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Appraisal Provisions: A Small but Crucial Part of Property Insurance

Insurance

09/16/2015

By: Seth Schmeeckle

According to recent news reports, New Orleans’ rising population and growing workforce needs are expected to result in much higher demand for housing and commercial property throughout the next decade.

As the metropolitan area rises to meet this demand, it is important to understand the intricacies surrounding appraisal provisions, a small but crucial aspect of property insurance coverage.

When property damage occurs, it is not uncommon for a policyholder and the insurance company to disagree on the value of the loss. When this happens, either party can invoke an appraisal provision as a way to reach a resolution without entering into litigation.

Each side chooses an appraiser to determine the value of the property and the amount of the loss. The losses can include damage to a dwelling, structures like a fence or a storage shed, or the contents inside a business or home. If the appraisers cannot agree on a value, an umpire is appointed. When the umpire and either appraiser agree to a figure, the amount of the loss is set. 

Appraisal provisions should not be invoked until both the policyholder and the insurer agree on the scope of damage, though in practice that is not always the case. Also, appraisals are not just limited to damage to property. Appraisals can be used to determine the amount of a financial loss as well. 

Appraisals are not meant to decide questions over coverage or causation – the circumstances that lead to the damage. But some courts have acknowledged that, as a practical matter, appraisers must sometimes make a judgment call on causation to determine the value of the loss.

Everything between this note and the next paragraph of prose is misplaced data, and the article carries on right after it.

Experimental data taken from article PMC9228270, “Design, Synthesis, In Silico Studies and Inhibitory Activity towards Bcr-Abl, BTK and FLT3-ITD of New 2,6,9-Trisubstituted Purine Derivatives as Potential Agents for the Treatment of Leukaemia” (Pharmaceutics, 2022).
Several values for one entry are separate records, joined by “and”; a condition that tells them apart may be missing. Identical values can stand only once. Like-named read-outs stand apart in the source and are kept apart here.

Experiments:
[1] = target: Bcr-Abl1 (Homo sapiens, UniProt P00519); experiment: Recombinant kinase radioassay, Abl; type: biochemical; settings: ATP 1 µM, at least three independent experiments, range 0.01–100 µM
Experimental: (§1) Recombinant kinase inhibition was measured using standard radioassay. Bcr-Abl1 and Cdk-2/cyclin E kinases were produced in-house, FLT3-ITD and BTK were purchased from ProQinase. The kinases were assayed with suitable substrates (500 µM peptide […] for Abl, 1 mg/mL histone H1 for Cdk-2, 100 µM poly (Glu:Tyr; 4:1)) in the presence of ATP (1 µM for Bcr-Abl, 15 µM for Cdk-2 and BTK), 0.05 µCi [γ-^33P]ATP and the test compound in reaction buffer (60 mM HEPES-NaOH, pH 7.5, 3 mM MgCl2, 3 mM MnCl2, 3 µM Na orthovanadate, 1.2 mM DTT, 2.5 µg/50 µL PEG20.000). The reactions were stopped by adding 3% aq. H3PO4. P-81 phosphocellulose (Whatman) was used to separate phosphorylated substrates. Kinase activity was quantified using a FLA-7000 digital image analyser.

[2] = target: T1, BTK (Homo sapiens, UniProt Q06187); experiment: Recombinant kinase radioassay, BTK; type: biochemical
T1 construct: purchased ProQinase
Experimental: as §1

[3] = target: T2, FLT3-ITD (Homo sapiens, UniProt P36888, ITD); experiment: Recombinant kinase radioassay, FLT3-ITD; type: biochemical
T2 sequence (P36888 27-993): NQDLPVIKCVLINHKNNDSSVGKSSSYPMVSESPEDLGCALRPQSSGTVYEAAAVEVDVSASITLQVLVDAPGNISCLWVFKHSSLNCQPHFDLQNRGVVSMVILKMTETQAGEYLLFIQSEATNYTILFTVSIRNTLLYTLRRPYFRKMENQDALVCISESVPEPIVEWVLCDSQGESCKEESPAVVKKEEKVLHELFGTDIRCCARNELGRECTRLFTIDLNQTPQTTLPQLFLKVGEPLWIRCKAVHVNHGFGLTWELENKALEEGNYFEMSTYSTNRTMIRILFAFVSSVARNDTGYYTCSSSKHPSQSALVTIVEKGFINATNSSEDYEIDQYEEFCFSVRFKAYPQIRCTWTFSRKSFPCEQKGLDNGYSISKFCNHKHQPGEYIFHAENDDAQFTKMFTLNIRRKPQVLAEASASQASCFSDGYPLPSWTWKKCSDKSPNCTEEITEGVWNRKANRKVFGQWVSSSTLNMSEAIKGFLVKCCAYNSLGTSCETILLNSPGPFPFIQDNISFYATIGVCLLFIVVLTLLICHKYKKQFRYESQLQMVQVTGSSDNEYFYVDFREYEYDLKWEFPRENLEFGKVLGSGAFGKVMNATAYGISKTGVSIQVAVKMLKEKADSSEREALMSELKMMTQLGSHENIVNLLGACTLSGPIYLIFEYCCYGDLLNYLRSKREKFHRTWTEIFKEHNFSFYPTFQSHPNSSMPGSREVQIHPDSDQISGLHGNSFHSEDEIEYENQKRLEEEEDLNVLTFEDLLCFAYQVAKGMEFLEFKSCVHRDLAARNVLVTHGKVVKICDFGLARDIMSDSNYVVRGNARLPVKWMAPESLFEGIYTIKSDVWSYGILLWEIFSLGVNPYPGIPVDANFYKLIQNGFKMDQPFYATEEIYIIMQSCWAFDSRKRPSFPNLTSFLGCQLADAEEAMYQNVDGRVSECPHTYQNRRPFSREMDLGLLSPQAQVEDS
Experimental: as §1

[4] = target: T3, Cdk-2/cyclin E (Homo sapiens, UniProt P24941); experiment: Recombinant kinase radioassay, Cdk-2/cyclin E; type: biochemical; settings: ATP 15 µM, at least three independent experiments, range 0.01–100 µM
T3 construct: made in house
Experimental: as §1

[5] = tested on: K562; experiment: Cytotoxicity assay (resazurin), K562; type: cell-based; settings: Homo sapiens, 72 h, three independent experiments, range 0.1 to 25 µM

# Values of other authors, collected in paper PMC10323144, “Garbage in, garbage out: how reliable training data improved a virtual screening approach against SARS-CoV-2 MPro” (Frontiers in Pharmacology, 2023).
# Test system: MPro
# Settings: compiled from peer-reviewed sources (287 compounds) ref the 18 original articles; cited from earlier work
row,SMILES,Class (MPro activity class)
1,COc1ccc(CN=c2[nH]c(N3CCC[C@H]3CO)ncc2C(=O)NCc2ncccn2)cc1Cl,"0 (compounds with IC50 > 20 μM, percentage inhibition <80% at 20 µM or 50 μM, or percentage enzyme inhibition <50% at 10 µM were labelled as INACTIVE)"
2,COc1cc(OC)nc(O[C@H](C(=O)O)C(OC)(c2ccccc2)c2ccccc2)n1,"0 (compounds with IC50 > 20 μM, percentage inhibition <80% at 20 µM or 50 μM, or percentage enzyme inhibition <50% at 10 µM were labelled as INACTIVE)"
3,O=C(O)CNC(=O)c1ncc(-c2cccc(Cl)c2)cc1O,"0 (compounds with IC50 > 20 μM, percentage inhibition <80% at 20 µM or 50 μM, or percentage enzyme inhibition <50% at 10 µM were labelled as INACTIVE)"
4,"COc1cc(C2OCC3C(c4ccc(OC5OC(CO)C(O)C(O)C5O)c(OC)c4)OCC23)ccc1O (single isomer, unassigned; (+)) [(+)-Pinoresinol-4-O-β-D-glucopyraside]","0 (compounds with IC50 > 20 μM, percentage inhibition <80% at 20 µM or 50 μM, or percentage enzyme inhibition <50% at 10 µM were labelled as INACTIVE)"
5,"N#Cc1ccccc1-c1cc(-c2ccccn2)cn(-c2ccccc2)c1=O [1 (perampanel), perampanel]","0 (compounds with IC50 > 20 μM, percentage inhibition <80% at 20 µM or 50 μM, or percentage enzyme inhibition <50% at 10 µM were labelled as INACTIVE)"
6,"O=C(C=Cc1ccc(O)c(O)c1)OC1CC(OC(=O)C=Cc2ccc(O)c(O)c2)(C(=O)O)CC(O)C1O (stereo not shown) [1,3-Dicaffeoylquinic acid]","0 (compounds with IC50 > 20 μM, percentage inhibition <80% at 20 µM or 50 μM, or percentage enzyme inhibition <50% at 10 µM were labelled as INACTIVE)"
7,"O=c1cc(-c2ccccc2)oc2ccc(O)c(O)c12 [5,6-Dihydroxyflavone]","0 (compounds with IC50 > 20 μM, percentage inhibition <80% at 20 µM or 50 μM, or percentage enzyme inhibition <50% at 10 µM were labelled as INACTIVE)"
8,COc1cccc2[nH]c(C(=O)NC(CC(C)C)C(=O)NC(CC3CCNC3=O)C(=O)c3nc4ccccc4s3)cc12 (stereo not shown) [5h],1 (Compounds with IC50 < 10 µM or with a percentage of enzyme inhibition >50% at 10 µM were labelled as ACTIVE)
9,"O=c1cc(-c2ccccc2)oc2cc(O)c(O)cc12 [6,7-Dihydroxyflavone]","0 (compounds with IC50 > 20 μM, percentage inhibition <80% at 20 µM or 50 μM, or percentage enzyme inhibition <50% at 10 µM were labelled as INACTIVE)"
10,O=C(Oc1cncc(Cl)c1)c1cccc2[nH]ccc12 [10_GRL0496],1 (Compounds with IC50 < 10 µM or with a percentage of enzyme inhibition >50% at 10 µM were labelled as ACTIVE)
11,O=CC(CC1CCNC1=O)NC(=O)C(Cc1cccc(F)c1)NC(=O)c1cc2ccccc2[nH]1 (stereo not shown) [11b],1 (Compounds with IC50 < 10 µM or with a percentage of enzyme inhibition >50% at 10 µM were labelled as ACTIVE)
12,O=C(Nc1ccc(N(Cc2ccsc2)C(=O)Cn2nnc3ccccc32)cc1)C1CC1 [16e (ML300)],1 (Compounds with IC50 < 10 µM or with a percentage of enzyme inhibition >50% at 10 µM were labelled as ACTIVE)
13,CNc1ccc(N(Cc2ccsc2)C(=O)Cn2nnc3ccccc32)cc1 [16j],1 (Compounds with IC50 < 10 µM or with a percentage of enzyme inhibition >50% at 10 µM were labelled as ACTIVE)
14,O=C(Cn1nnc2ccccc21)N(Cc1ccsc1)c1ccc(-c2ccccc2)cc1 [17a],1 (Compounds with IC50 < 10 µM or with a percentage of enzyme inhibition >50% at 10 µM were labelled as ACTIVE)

What happens if an appraisal involves a judgment call and one side isn’t happy with the outcome? The appraisal figure can be challenged to a point, though once set, it is presumed to be accurate. Even so, the appraisers’ determination of causation is not binding in Louisiana. Both the policyholder and insurer should still have the right to challenge causation determined in an appraisal.

The complexity of property-loss-causation-and-valuation issues like this leads many insurance companies to seek the advice of knowledgeable legal counsel. At Lugenbuhl, our Insurance Practice provides analysis of commercial and homeowners’ property insurance coverage to many of the nation’s largest insurers. Our attorneys have unique experience and a broad base of knowledge in this area.

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Lugenbuhl shareholder Seth Schmeeckle has dedicated his entire legal career to counseling and representing insurance companies in disputes involving liability and property coverages. View his profile to learn more about his extensive experience and professional credentials or call 504-568-1990.

The content of this article is not intended to serve as an exhaustive review of the laws, statutes or insurance policy provisions applicable to appraisal issues and is not intended to provide legal advice. The opinions expressed through this article may not reflect the opinions of the firm, individual attorneys or clients.